Monday, December 5, 2011

Cardboard Telephone

More unChristmasy crafts!

This past weekend, Emily decided she wanted to make a cardboard office as a gift for someone. She made several things out of cardboard and paper, including a name tag and lanyard, a computer and a clipboard. She then attempted a telephone. I was very impressed by her wedged-in-slit method of joining cardboard pieces: 

Here she became frustrated because she couldn't visualize beyond this stage, what the phone would look like and, therefore, how to make it. I typically like to leave the kids to their own making unless they invite me to interfere, because I know I can be very annoying with cardboard, what with my hoarding and being possessive and not sharing and behaving badly in general. But here was Emily in a cardboard funk, so I came to help.
"Show me your sketch." I said.
"I don't have one." She said.
Well, now we knew what went wrong.

I thought she (and the other two girls) would enjoy playing with a rotary-dial type phone, so we sketched one out, and made that instead. 

I did most of the making, because Emily was so tired of the phone idea that she drifted off to make a computer (scroll down for photo) instead. But she checked back every now and again and helped a little bit.

See the rotary dial in action here:

To the engineers who are reading this: apart from some light natural damping caused by friction, the oscillations are not damped at all. So the dial swings like a pendulum to rest. It did make me sigh slightly, but well, the kids don't care, so I let it go.

I didn't take a photo of all the materials because I don't work that way with cardboard. I start out with half an idea in my head, and more ideas (and thus more materials) come to me as I assemble my structures. So read through the whole tutorial before you begin, and make your own list of materials.

Here is the layout for the phone body. The vertical blue line down the center is to help you make your measurements symmetrical. If you have never made a shape like this before, just draw a vertical line like mine, halve all the black numbers (so 6.5 becomes 3.25, for instance), and measure those distances on either side of the vertical line, see?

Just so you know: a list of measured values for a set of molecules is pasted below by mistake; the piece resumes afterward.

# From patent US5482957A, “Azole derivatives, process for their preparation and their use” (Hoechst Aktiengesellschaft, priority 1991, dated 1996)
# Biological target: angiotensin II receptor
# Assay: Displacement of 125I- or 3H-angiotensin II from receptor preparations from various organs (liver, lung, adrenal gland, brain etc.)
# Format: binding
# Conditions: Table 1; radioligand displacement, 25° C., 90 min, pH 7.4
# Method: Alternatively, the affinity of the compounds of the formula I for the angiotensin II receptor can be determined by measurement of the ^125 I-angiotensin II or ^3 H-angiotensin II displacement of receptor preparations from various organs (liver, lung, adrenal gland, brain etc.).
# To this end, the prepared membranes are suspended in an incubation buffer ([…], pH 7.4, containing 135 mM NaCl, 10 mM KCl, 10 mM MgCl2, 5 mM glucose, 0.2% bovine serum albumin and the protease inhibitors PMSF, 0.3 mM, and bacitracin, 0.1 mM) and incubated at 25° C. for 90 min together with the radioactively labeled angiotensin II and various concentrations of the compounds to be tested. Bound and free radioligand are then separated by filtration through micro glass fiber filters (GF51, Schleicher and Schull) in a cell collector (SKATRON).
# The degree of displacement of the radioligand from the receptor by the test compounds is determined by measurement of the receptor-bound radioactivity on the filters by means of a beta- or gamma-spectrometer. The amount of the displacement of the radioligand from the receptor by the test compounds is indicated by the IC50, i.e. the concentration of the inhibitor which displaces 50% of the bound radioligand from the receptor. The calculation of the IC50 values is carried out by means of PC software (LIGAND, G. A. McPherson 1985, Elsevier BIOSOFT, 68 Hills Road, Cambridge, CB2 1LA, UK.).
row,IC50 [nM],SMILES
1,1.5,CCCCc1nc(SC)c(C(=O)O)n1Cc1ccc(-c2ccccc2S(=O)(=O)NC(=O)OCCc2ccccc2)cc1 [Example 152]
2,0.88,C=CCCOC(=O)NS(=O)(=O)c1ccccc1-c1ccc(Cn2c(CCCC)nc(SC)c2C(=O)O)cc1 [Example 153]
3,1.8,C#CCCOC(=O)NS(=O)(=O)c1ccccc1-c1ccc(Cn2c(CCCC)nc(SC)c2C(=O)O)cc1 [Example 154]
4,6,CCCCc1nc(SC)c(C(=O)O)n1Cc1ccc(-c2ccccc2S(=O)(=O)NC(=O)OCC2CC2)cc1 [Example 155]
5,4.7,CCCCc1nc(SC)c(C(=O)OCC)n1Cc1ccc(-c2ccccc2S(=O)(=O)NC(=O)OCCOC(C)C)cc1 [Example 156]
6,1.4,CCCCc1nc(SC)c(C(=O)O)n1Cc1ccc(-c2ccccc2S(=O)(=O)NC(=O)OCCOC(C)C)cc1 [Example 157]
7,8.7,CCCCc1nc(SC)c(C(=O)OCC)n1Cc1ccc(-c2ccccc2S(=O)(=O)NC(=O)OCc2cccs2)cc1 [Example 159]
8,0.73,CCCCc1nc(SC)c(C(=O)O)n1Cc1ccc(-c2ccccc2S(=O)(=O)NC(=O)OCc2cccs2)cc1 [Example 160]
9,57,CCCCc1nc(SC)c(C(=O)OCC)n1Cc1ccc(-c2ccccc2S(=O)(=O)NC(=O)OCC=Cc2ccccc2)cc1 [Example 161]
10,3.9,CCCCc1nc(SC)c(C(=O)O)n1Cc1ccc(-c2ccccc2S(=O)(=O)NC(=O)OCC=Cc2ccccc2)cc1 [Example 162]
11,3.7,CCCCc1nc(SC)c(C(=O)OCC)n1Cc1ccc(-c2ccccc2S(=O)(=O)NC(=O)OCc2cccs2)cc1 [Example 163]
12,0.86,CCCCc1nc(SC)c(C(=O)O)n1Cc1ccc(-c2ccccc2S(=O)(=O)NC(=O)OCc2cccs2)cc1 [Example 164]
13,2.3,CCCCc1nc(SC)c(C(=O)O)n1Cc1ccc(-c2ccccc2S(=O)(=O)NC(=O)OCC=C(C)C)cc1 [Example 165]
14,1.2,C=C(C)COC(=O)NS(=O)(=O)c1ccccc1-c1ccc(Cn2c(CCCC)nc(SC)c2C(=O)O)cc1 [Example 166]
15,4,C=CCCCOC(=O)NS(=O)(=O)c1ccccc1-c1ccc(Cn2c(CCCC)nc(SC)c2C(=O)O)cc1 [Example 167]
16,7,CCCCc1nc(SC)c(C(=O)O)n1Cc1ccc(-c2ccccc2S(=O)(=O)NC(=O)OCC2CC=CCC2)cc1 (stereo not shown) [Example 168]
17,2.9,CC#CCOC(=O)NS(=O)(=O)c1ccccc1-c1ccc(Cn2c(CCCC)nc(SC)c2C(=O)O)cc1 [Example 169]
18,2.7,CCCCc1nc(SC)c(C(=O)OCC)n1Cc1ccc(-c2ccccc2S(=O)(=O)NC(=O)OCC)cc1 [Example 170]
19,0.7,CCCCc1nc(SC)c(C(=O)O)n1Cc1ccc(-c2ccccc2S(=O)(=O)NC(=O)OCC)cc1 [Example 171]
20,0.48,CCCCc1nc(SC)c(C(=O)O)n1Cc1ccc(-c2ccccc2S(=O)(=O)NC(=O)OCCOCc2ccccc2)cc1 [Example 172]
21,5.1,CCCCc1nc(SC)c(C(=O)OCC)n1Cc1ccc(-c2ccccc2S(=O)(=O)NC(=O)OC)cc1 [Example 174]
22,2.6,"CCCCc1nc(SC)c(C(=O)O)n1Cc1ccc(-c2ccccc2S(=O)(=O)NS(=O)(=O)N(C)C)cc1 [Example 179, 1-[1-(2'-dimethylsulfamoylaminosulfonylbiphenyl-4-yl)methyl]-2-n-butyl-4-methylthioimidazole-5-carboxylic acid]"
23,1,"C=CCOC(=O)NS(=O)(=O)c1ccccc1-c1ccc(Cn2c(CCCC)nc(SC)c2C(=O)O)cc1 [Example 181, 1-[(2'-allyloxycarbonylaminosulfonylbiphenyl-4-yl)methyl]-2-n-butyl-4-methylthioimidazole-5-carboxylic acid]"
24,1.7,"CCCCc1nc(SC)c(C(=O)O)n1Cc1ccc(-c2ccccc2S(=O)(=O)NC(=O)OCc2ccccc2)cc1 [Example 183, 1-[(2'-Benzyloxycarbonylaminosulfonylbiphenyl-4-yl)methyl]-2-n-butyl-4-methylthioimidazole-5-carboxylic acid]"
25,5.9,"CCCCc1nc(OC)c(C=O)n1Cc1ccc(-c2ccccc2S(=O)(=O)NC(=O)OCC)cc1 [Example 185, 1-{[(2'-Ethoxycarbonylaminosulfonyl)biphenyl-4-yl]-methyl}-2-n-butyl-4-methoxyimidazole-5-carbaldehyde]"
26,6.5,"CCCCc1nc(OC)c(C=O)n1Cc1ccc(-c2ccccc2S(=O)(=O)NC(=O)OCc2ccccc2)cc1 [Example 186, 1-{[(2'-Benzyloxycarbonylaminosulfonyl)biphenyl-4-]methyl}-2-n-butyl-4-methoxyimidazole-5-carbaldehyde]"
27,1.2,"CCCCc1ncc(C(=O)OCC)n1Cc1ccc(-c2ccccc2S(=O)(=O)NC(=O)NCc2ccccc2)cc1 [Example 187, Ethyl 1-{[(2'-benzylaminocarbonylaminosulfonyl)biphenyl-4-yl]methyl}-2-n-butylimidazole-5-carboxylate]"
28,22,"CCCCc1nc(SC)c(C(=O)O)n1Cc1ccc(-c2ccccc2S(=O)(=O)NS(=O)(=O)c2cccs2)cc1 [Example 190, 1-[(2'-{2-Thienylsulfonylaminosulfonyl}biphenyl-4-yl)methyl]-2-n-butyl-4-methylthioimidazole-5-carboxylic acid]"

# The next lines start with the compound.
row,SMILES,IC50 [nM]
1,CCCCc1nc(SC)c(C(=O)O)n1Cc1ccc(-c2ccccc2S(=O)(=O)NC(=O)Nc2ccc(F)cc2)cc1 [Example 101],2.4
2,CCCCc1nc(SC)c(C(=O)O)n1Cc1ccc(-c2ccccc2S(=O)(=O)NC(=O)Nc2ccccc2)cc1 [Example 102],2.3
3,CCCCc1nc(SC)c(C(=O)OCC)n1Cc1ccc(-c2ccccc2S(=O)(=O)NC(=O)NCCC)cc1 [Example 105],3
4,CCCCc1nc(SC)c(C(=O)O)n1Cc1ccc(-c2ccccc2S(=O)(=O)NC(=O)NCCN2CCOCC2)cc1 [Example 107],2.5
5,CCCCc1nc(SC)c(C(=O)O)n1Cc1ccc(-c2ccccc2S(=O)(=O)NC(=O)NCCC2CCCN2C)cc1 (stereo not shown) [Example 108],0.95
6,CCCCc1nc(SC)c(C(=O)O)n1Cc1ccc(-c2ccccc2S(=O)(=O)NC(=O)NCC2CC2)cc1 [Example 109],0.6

Obviously you don't have to follow these numbers. They are just what I used to make a phone body that was a good size for the dial.

The dial is a standard round cheese box cover. I only used the cover.

I didn't want the phone dial to be a cheese advert, so I covered it with some construction paper.

And then I cut ten small holes in it, with my craft knife. I left a biggish gap between the first and last hole, so I could weight the dial (see next photo).

To weight the dial, find a heavyish object that is flat enough to sit inside the dial without protruding out (otherwise it will obstruct its movement later). I used two flattened marbles and glued them in the space between the first and last hole. I also made a small round hole in the middle of the dial,

for attaching the dial to the phone body. I used one of Makedo's fasteners rather than a paper fastener because it has a longer stem. You could also use a bolt and nut.

I found that adding a cardboard washer (little cardboard circle with a hole poked in the middle) behind the dial, kept the dial away from the phone body, and moving freely.

Then you stick the nib of a marker into each hole and write the numbers. 

My numbers are not quite in the right configuration for a rotary dial phone, and I left out the stop-guard thingy that prevents the dial from going all the way around, but we needed to leave the gap between "1" and "0" at the 6 o'clock position for the size of the weights we had in the house.

Here is the cradle for the receiver. I twisted a piece of wire into this shape:

Then I made a second one and stuck them both in the top of the phone body, separating the ends of the wires under the cardboard, like a paper fastener. To keep the wire structures in place, I masking-taped down their ends on the other side of the cardboard.

Here's another angle, from which you can also see how the dial is not actually touching the surface of the phone body.